World Health Organization Recommends Severely Limiting Young Children’s Screen Time

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Either you’ve done it yourself, or you’ve seen other parents do it: handing a child a smartphone or a tablet to keep them occupied for a little bit. You may think it’s fine, or you may think it’s a terrible practice. The World Health Organization (WHO) has their own opinion.

WHO recommends for children 2 to 4, precisely the age when parents are apt to try to keep them busy, that they only have one hour a day in front of a screen. Infants should have zero screen time, and those between 1 and 2 should rarely be allowed screen time.

Limiting Children’s Screen Time

You can’t blame parents for needing a break occasionally, but certainly it’s not a good practice to just toss your smartphone at them to quiet them down. Yet, these are tough guidelines.

This doesn’t mean one hour of smartphone time a day. It’s one hour of all screen time. That includes TV time, movie time, and game time for 2 to 4-year-olds. Granted, most children under one probably (hopefully!) aren’t getting screen time anyway, but 1- to 2-year-olds are probably getting screen time more than “rarely.”

To create these guidelines, WHO relied on science revolving around the risks of screens on developing young brains. Child development experts believe acquiring language and social skills through interacting with others is among one of the most important skills for them to learn.

But that can be tough when children are spending so much time on their screens. Common Sense Media, a non-profit, reports 95 percent of families with children under the age of 8 have smartphones, and 42 percent of those children have a tablet of their own.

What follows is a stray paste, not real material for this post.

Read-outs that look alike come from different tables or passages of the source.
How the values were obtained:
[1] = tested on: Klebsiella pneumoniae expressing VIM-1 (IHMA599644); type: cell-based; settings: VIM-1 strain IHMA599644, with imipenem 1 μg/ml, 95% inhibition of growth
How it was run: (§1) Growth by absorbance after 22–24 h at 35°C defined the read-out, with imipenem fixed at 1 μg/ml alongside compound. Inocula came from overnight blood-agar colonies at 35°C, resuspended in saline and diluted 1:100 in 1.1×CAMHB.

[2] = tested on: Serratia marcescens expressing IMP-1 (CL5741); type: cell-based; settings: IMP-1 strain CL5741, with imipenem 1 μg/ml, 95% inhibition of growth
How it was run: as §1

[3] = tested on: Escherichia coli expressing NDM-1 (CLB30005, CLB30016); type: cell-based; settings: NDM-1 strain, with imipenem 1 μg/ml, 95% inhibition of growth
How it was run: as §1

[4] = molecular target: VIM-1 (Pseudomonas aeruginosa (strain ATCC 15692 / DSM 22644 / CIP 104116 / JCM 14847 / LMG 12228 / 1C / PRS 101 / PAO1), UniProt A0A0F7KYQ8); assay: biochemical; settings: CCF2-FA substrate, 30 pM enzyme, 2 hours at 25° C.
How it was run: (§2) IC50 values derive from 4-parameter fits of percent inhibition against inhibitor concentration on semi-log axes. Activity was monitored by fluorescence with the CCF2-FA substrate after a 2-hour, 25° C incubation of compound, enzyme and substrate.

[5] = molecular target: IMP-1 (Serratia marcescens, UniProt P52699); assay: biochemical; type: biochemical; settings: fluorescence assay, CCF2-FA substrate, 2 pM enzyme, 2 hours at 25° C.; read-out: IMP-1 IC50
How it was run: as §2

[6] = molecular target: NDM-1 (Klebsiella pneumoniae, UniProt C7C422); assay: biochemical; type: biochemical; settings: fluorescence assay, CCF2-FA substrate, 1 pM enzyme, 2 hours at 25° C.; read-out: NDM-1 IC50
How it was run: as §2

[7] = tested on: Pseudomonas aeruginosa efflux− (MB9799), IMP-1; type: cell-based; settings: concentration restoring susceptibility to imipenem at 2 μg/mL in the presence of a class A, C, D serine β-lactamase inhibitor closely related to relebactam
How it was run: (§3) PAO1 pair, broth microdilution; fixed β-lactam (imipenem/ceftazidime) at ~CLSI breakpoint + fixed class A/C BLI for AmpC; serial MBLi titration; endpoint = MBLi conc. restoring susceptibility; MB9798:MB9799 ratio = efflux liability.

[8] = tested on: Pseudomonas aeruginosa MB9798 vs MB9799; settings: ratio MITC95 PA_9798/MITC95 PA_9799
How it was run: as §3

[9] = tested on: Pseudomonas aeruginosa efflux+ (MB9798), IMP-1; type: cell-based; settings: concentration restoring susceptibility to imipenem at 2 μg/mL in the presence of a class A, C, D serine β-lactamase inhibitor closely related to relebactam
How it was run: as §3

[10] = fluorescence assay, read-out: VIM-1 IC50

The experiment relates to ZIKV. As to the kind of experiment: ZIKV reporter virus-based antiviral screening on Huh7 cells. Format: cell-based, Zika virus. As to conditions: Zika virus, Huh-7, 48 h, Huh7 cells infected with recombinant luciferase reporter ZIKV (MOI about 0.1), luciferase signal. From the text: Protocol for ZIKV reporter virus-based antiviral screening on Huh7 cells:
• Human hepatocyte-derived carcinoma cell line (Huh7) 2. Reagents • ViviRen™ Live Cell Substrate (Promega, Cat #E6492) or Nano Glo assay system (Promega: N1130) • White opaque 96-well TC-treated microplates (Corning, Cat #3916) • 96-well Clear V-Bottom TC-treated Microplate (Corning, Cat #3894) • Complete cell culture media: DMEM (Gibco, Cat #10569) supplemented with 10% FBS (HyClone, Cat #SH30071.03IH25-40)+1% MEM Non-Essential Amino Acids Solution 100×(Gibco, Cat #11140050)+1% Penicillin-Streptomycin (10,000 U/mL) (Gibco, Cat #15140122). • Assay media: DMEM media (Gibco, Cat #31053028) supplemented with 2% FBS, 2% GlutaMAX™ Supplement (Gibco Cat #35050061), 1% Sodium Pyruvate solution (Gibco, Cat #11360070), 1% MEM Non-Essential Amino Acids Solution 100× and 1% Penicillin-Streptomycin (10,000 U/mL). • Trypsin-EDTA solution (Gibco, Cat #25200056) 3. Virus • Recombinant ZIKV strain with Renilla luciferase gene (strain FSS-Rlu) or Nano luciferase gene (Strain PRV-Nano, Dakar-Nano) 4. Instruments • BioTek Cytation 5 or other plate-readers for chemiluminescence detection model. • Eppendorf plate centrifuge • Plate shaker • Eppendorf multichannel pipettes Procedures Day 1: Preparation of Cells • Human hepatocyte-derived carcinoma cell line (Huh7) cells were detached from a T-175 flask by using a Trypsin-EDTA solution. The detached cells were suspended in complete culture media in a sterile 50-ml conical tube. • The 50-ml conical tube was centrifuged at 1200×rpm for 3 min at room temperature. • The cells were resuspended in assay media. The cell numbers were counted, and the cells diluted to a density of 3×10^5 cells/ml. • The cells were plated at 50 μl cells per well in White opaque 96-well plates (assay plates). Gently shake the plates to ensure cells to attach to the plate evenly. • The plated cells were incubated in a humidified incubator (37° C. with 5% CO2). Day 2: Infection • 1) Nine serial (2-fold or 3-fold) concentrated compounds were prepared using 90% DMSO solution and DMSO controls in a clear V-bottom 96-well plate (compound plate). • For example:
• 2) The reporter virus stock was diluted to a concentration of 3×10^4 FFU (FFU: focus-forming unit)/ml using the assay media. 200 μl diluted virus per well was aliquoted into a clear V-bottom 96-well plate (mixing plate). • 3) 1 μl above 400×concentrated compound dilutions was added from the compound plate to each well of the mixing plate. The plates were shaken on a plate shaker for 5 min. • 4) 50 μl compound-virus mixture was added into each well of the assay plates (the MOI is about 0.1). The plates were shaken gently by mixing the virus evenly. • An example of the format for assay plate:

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“Achieving health for all means doing what is best for health right from the beginning of people’s lives,” said WHO Director-General, Tedros Adhanom Ghebreyesus, in a statement.

“Early childhood is a period of rapid development and a time when family lifestyle patterns can be adapted to boost health gains.”

JAMA Pediatrics published a study that showed screen time could delay the language and social skills of toddlers. Another study published in Pediatrics reported that parents interacted with and spoke to their toddlers more when they read print books compared to when they read electronic books.

University of Michigan pediatrician Jenny Radesky, the author of the American Academy of Pediatrics guidelines, knows that’s putting a lot of pressure on parents.

“It induces a real conflict,” she said. “The more guidelines we give, it just seems like there’s going to be more of a mismatch between what experts say … and what it feels like to be a parent in the real world every day.”

“The absolute priority for very young children has to be face-to-face interactions, physical exercise, and sleep,” said psychologist and author of “iGen,” a book focused on the effects of social media and tech on kids. That should obviously go without saying. Parents shouldn’t need to be told that.

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“I think the temptation to hand young children a phone or a tablet any time they fuss is misguided. Children need to learn how to self-soothe and manage their emotions. and if they’re frequently handed these devices, they don’t learn these things.”

It also needs to be noted that the studies that have been conducted are on screen time other than phones and tablets, as these devices haven’t been mainstream long enough to study their effects long term.

The Parent’s Perspective

I have adult children in their 20s. My daughter was 5 and my son 8 when I got my first cell phone. They were teenagers when I got my first iPad. So the screen time they had when they were young was TV.

That said, they still got more than that recommended amount of screen time. I had very active children and was a stay-at-home mom who worked from home. I needed a little bit of peace every day, and they needed the downtime. I did allow them to watch a little TV every day. But I balanced it. We had a larger library of children’s books than children’s videos. I read to them every day.

I think that’s what it comes down to: balance. Parents need to realize the guidelines and try to keep a good balance but not feel extreme guilt if their 3-year-old gets 90 to 120 minutes of screen time rather than just 60.

Are you a parent? How much screen time do your young children get? Add your thoughts and concerns to the comments.

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